Author Archives: Kate Fort
NCJFCJ and NAICJA Webinar April25 April 25th at 1pm ET
And the biggest ICWA state joins the movement! Comments on this are due June 8, 2018. Here is the proposal to change the rules to waive associating with local counsel and remove the limit on the number of times appearing … Continue reading →
(Word is I’m speaking at this one.)
Here are the updated filings in the federal ICWA case in Texas: The federal government filed a motion to dismiss, here. But THEN, Plaintiffs filed (another) amended complaint–here. It’s about 8 pages longer than the previous complaint, and adds the … Continue reading →
One of my favorite conferences of the year–and I always offer to do an ICWA/transfer to tribal court case law update! RFP for Presentations- 2018 NAICJA Conference – DUE APRIL 20th!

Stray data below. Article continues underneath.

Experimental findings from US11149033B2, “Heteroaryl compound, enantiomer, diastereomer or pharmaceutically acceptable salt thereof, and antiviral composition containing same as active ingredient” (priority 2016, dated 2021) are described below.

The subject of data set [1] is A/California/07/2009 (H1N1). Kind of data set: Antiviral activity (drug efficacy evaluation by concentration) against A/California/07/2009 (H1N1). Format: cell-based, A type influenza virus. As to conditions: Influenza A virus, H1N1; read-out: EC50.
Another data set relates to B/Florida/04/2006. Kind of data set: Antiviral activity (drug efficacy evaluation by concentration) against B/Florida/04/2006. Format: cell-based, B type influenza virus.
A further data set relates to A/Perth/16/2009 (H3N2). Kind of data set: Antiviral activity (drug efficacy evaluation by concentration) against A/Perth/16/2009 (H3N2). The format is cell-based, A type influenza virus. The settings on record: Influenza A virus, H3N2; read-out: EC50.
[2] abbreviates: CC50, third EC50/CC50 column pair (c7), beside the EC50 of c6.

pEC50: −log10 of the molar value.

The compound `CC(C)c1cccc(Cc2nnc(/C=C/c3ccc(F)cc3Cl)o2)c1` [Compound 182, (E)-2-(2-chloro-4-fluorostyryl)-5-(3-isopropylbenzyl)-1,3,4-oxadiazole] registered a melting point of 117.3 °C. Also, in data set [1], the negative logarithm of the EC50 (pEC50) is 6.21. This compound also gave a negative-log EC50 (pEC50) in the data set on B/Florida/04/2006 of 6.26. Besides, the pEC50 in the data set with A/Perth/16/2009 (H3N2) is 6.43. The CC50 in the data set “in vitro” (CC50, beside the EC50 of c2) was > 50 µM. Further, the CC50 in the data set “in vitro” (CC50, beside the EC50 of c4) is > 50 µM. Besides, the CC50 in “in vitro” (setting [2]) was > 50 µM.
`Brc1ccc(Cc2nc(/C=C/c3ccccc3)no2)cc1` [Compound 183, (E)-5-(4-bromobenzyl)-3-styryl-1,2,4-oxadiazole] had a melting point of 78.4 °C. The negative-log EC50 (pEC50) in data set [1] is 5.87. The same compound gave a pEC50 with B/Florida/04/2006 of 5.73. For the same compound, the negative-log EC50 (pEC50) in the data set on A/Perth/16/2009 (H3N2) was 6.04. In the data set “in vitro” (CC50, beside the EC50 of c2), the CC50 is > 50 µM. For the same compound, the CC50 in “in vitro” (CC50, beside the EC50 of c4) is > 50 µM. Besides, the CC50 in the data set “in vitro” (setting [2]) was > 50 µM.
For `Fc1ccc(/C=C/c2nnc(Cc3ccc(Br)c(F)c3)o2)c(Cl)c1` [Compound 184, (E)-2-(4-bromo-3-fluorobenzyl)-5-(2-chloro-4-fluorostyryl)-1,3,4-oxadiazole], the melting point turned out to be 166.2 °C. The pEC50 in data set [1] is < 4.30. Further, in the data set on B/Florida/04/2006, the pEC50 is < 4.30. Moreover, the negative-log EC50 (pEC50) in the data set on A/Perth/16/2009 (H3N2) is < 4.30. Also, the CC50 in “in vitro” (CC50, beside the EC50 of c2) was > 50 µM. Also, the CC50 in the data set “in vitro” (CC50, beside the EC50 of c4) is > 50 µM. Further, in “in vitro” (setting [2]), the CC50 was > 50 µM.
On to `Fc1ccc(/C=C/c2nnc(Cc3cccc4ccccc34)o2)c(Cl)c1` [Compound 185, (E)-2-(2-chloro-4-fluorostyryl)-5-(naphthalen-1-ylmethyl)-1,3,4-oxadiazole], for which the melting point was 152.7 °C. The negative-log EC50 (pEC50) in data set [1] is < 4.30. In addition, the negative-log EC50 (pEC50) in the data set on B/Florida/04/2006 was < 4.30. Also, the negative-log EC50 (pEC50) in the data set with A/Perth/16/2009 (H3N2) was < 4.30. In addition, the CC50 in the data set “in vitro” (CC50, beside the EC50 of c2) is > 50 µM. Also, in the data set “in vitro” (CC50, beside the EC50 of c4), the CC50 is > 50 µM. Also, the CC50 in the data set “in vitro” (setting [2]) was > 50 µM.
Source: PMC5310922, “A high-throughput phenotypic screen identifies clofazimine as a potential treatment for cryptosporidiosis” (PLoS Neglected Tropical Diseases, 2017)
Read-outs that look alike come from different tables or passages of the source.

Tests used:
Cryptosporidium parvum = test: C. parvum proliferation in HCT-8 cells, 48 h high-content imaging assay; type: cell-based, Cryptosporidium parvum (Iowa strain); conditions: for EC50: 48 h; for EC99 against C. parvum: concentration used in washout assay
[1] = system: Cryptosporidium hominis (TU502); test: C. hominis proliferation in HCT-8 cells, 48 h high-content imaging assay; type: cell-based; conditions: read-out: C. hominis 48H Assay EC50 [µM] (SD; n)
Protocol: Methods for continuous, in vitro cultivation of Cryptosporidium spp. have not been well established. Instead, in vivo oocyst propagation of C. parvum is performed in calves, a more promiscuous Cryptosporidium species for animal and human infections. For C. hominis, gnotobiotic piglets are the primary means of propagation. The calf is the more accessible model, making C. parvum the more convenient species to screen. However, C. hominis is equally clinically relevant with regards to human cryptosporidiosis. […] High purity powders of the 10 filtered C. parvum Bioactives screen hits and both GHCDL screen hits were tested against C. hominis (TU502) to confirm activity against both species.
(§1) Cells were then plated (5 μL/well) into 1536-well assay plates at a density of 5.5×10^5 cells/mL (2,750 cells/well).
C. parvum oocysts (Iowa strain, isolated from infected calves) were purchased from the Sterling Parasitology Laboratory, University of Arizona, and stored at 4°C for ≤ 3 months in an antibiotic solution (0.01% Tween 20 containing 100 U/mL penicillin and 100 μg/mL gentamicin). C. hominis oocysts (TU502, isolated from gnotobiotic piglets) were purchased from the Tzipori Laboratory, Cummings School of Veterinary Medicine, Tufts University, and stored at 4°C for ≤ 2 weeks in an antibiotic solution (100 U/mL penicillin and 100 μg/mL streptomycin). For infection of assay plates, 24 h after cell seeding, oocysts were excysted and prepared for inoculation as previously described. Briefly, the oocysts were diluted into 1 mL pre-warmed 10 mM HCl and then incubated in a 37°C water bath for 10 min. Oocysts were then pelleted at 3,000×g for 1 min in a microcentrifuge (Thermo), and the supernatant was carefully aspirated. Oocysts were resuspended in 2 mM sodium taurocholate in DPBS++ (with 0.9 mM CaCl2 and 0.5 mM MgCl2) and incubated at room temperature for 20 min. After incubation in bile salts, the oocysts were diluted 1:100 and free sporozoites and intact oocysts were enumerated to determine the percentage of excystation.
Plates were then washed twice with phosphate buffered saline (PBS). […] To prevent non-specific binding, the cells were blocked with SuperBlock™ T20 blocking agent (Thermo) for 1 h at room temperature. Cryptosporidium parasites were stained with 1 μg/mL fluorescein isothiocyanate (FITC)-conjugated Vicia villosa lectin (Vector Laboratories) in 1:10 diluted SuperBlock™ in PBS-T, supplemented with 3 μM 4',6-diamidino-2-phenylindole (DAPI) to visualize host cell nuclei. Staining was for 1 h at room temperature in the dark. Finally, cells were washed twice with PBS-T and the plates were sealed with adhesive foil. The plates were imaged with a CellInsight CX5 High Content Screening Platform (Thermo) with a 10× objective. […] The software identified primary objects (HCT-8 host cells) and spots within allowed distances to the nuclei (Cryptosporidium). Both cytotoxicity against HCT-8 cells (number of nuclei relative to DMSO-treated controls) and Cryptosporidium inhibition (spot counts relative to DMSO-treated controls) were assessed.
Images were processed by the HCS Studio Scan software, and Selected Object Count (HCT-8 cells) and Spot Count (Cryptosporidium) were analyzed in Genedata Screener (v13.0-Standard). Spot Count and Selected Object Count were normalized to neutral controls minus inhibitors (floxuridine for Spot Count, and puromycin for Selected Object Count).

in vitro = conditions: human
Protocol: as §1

There have been a long series of federal cases in Minnesota involving tribal court child welfare jurisdiction over non-member children residing on the reservation (Watso, Nguyen). Most recently, Watso v. Piper was dismissed. The magistrate’s decision (that was upheld), is … Continue reading →
Here. In this case, as early as 2014, the State, through the Department, had reason to believe and, as asserted in its various petition averments and request for the District Court to proceed under ICWA, did believe that L.D. was … Continue reading →
This morning the Supreme Court denied cert in the Utah Supreme Court case establishing a federal standard of reasonableness for a putative father to acknowledge or establish paternity. Case page here. Order list here.
Here. This is the second time recently a well-reasoned QEW case has been unreported, which means it can’t be used as precedent. The first was in Washington. In re K.S., 199 Wash.App. 1034 (2017). This one is out of the … Continue reading →
Here. Law students, grad students, attorneys, tribal leaders: JOIN US for the Summer American Indian and Indigenous Law Program here at the Alexander Blewett III School of Law at the University of Montana in beautiful Missoula. We are once again … Continue reading →